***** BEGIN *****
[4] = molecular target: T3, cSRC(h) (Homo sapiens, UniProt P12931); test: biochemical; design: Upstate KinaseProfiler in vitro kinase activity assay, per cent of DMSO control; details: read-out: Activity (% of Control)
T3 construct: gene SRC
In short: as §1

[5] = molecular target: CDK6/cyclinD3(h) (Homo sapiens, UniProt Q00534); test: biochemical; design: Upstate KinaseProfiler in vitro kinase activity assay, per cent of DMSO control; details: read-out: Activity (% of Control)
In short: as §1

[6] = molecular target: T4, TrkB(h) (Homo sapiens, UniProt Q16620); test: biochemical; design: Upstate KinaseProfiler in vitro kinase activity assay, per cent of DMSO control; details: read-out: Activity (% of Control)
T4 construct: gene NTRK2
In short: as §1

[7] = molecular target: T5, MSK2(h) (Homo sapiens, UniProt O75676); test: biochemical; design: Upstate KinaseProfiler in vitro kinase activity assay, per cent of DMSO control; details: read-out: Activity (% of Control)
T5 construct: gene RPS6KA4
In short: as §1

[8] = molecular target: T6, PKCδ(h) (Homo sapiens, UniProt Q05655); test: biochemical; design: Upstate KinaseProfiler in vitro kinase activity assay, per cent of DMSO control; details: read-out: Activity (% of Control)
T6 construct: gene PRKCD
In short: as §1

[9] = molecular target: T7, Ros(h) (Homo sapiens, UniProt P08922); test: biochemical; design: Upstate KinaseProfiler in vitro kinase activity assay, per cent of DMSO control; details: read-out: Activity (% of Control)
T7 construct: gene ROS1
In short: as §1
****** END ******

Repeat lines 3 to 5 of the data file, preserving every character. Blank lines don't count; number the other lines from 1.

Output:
In short: as §1

[5] = molecular target: CDK6/cyclinD3(h) (Homo sapiens, UniProt Q00534); test: biochemical; design: Upstate KinaseProfiler in vitro kinase activity assay, per cent of DMSO control; details: read-out: Activity (% of Control)
In short: as §1